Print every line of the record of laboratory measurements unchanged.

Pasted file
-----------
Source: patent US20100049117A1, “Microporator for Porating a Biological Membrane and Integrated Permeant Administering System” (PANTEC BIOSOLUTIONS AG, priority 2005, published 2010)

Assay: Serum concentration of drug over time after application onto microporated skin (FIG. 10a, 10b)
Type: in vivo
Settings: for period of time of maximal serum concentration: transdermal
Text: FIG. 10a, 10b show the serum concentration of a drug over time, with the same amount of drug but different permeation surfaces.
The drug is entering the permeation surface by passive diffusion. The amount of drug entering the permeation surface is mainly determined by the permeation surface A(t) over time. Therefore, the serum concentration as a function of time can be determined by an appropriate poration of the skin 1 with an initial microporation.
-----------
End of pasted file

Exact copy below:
Source: patent US20100049117A1, “Microporator for Porating a Biological Membrane and Integrated Permeant Administering System” (PANTEC BIOSOLUTIONS AG, priority 2005, published 2010)

Assay: Serum concentration of drug over time after application onto microporated skin (FIG. 10a, 10b)
Type: in vivo
Settings: for period of time of maximal serum concentration: transdermal
Text: FIG. 10a, 10b show the serum concentration of a drug over time, with the same amount of drug but different permeation surfaces.
The drug is entering the permeation surface by passive diffusion. The amount of drug entering the permeation surface is mainly determined by the permeation surface A(t) over time. Therefore, the serum concentration as a function of time can be determined by an appropriate poration of the skin 1 with an initial microporation.